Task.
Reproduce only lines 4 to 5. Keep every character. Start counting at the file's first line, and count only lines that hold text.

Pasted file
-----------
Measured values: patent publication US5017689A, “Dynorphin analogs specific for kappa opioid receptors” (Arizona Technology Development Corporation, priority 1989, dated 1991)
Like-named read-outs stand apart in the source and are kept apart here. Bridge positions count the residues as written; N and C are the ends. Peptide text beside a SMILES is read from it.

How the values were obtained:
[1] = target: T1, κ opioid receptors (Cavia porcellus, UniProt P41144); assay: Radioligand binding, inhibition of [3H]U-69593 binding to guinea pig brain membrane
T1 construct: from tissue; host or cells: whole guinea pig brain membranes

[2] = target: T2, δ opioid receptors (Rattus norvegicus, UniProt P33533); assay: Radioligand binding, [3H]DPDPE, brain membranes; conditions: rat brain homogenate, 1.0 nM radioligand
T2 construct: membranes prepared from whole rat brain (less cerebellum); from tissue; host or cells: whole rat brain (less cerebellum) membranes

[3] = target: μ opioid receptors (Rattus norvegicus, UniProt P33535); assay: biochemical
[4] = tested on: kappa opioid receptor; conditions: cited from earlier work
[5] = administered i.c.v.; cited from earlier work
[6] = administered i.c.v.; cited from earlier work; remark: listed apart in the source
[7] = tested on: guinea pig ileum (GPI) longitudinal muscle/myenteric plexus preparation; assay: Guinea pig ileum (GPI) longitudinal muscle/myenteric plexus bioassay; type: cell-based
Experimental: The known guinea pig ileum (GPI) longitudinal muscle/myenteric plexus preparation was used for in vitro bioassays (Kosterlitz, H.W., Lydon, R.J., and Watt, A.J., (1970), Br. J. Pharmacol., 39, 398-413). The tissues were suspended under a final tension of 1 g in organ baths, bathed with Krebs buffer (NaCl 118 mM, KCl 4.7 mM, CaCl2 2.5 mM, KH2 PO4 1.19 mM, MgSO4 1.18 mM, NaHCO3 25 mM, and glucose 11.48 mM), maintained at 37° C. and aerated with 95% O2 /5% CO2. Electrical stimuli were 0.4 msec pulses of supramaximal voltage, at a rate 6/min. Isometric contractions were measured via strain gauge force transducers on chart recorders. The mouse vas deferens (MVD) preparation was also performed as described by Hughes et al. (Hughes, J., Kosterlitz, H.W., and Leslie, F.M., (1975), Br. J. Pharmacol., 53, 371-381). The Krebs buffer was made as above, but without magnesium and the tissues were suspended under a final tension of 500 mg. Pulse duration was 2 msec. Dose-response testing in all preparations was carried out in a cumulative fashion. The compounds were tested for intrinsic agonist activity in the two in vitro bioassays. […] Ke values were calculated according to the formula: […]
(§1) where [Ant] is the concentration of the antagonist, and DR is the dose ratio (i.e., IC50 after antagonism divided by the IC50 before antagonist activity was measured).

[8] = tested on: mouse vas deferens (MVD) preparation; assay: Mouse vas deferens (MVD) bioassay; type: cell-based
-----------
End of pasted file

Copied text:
[1] = target: T1, κ opioid receptors (Cavia porcellus, UniProt P41144); assay: Radioligand binding, inhibition of [3H]U-69593 binding to guinea pig brain membrane
T1 construct: from tissue; host or cells: whole guinea pig brain membranes